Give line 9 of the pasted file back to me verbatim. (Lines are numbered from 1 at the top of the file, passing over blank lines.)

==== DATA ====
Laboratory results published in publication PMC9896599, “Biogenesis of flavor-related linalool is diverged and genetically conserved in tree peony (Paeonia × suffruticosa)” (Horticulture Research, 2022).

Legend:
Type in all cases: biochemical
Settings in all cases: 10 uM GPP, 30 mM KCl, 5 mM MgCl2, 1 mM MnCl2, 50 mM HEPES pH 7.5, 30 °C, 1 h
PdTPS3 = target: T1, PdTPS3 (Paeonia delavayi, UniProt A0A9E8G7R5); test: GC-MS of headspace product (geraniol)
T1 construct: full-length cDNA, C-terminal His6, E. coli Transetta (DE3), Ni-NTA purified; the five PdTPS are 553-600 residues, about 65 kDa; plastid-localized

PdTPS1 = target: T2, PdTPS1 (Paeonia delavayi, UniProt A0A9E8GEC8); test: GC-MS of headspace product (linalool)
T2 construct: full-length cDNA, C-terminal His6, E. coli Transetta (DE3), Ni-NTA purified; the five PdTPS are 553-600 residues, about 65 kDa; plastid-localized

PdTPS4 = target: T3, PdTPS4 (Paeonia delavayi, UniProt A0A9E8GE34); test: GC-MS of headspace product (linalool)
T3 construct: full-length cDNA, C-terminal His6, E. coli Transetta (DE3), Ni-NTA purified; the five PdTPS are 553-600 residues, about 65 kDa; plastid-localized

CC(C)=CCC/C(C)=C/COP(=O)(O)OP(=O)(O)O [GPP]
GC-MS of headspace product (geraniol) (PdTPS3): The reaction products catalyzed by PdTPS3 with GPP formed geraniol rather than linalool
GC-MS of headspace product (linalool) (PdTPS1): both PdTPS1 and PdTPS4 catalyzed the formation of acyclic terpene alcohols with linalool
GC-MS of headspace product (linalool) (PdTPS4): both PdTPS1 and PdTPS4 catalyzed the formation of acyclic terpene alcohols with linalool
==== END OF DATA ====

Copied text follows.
PdTPS4 = target: T3, PdTPS4 (Paeonia delavayi, UniProt A0A9E8GE34); test: GC-MS of headspace product (linalool)